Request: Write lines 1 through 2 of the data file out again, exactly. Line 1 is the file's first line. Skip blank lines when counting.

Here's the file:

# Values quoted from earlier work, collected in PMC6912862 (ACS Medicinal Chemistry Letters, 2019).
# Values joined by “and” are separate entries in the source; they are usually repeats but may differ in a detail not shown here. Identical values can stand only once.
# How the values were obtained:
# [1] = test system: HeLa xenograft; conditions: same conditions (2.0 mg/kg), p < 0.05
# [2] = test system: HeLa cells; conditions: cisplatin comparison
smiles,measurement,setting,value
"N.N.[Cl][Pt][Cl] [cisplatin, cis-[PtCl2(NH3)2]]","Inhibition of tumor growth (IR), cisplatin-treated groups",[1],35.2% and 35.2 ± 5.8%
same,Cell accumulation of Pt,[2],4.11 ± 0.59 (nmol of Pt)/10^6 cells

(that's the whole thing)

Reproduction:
# Values quoted from earlier work, collected in PMC6912862 (ACS Medicinal Chemistry Letters, 2019).
# Values joined by “and” are separate entries in the source; they are usually repeats but may differ in a detail not shown here. Identical values can stand only once.